OTTAWA – Canada’s highest court debated whether the federal government has an obligation to repatriate the country’s last remaining detainee at Guantánamo, Omar Khadr, on Friday. The same day, the United States Department of Justice announced that the U.S. will continue to prosecute Khadr by military commission.
Khadr’s Canadian attorney, Nathan Whitling, announced the U.S. government’s decision to the court, and drew attention to the growing urgency of his client’s circumstances. Whitling argued that the Canadian government had failed in its duty to protect Khadr, and asked that the Court order the federal government to repatriate his client at the earliest possible date.
The 23-year-old Canadian has been held at Guantánamo Bay since 2002. He is charged with war crimes, and accused of having thrown the hand grenade that killed an American soldier in Afghanistan. He was 15 years old at the time of arrest, making him a minor under Canadian and international law. Khadr has been subjected to crude interrogation methods: sleep deprivation and sexual humiliation at Guantánamo.
Whitling argued that the federal government’s decision to send Canadian Security Intelligence Service (CSIS) agents to interrogate Khadr at Guantánamo, knowing that he had been subject to torture, amounted to complicit participation and was a fundamental breach of Khadr’s rights under the Canadian Charter of Rights and Freedoms.
A Security Intelligence Review Committee report criticized CSIS for proceeding with the interrogation given that Khadr had been “kept incommunicado, and denied access to legal counsel, consular representation or family members.”
Though Chief Justice Beverley McLachlin recognized that Khadr had suffered over the course of his ordeal, she questioned whether it was within the Court’s jurisdiction to order the federal government to repatriate Khadr, and whether sufficient grounds could be established to permit such an ruling.
Federal lawyer Rob Frater told the justices that the Court has no authority to request Khadr’s repatriation.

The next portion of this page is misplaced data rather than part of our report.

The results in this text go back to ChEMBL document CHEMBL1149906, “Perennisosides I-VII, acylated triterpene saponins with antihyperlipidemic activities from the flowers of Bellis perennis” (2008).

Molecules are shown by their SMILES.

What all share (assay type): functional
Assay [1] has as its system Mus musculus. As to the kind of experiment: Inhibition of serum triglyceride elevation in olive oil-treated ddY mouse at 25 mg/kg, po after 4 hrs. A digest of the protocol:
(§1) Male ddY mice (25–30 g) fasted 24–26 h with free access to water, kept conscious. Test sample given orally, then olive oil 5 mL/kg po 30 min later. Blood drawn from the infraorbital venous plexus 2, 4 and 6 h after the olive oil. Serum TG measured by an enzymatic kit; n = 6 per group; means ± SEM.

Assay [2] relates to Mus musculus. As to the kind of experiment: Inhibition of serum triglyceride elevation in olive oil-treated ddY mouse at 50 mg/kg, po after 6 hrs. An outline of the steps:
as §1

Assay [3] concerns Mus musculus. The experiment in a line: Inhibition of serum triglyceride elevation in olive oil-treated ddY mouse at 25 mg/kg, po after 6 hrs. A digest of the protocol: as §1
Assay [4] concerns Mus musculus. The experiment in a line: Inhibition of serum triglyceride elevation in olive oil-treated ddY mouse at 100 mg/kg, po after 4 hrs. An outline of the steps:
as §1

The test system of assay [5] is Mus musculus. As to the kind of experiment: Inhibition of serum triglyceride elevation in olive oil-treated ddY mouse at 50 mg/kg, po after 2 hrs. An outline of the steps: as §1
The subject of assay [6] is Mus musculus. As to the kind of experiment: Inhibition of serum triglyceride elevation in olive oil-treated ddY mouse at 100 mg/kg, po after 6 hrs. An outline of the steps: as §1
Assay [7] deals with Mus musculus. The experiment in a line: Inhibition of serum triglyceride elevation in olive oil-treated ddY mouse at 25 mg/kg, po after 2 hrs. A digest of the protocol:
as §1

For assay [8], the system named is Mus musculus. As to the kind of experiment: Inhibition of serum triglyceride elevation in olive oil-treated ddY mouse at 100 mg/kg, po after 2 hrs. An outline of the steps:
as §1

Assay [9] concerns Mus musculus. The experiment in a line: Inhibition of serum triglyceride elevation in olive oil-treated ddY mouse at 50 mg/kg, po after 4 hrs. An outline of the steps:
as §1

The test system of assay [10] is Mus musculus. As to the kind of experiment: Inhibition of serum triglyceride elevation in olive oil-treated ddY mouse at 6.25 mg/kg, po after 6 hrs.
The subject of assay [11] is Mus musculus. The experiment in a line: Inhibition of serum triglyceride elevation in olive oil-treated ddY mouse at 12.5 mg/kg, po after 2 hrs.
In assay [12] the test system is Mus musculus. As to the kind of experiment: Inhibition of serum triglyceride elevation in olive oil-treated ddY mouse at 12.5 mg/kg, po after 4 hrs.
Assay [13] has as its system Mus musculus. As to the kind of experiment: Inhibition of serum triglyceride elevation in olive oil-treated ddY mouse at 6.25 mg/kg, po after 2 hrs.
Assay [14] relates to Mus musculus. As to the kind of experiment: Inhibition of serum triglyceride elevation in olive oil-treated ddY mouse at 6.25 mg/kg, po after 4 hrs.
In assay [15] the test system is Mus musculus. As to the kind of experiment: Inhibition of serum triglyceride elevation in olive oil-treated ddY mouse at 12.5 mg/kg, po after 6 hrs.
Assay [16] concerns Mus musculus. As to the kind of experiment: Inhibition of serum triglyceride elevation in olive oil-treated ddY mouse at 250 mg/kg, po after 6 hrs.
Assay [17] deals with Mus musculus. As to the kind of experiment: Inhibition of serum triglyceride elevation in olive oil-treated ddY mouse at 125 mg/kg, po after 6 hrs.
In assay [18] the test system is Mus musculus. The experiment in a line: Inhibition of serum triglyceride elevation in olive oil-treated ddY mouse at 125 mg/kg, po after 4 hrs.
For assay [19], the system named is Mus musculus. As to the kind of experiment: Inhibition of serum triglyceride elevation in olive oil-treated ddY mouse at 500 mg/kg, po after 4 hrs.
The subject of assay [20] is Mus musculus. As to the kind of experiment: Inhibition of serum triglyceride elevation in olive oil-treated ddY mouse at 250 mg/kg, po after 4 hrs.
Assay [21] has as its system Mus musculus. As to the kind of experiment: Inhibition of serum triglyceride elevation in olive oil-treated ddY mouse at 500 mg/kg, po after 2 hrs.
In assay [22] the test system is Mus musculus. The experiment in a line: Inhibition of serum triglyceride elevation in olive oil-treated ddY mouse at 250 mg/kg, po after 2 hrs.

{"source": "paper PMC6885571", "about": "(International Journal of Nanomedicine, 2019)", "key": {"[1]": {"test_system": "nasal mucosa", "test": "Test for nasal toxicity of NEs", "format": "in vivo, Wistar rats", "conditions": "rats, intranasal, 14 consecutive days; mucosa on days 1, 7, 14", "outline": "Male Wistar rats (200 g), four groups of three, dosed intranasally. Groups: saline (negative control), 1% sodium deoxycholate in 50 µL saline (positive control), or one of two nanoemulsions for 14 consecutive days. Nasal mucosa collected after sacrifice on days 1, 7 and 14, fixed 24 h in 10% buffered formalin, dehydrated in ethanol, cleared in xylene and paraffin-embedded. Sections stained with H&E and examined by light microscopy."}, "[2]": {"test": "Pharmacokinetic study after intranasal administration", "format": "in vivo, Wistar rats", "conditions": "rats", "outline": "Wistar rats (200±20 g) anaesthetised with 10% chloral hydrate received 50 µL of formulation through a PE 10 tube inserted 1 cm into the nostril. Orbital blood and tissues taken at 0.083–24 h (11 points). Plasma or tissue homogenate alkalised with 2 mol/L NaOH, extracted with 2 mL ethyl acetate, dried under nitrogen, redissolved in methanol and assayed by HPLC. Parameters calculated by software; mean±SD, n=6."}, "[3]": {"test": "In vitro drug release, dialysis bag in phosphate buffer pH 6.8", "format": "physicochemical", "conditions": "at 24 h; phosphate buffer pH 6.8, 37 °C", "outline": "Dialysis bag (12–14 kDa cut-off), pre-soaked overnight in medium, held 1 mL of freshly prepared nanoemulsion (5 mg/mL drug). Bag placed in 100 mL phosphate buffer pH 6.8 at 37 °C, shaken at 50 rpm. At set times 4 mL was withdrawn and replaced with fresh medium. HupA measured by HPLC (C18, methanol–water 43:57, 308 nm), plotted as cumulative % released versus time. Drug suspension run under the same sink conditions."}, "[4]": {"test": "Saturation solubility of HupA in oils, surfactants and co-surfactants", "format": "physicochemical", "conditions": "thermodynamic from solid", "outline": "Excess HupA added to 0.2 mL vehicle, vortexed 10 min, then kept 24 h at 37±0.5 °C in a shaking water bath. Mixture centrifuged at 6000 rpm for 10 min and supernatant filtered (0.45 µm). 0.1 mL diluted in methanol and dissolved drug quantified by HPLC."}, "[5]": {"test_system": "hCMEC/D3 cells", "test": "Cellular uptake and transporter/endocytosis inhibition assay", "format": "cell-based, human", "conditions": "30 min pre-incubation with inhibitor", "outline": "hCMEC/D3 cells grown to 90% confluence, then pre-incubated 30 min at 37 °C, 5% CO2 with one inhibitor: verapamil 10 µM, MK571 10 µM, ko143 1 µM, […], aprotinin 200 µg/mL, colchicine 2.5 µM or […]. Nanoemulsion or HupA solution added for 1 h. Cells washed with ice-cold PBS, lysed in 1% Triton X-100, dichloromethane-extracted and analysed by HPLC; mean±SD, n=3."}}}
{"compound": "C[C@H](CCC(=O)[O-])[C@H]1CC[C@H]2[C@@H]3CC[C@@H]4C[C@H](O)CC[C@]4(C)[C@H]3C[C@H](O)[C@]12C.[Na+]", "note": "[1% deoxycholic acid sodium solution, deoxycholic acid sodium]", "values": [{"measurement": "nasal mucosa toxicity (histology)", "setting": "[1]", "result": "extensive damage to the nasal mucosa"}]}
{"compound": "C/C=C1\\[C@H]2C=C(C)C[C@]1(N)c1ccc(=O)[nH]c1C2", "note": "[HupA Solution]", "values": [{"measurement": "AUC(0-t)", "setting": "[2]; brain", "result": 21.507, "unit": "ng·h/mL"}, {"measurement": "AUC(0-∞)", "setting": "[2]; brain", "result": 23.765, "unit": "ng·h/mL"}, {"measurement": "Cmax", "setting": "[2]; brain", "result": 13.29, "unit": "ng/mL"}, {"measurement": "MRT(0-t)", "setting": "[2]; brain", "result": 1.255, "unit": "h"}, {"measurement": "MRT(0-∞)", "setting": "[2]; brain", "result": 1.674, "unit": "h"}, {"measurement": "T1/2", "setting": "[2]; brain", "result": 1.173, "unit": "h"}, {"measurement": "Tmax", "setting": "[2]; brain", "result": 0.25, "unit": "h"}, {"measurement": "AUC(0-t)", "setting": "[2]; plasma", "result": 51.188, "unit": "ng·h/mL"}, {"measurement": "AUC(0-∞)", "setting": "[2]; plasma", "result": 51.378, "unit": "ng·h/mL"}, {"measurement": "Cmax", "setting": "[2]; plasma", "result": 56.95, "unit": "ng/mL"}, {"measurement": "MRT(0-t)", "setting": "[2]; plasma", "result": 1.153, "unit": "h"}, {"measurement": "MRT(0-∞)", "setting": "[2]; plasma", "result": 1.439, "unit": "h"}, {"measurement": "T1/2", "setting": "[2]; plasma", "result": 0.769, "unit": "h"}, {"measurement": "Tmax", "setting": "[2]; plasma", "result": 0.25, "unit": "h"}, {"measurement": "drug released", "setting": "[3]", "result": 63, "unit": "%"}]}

“State to state representation is an area where the executive holds the full range of discretionary authority,” said Frater. “We are in the realm of diplomacy here. The government has the full authority to decide what sort of request [for repatriation], whether a request can be made, how it can be made, why it can be made, and what is the most effective way of having influence with the United States.”
The federal government has repeatedly told the media that Khadr faces serious charges, and that he will not be allowed to return to Canada until his prosecution in the U.S. is concluded.
Last August, the Federal Court of Canada ruled in favour of repatriating Khadr to Canada. The Harper government appealed the decision at the Federal Court of Appeals. The court, however, upheld the initial ruling, prompting the government to take the case to the Supreme Court – Canada’s highest legal authority.
Figures released earlier this month show that as of July, the federal government has spent $1,335,342.37 on legal fees to keep Khadr out of the country.
Simon Potter, a representative of Avocats sans Frontières and le Grouple d’Étude en droits et libertés de la Faculté de droit de l’Université Laval, defended Khadr’s repatriation, arguing that “there cannot be a carte blanche” for the federal government. He told the Court that he found it strange that there could be an unaccountable executive sphere, and that the Court should have no power to ensure that the executive uphold its legal duties.
Potter was one of a larger group of lawyers from Amnesty International, the National Council for the Protection of Canadians Abroad, the Canadian Civil Liberties Association, and other organizations, who all spoke in favour of Khadr’s repatriation.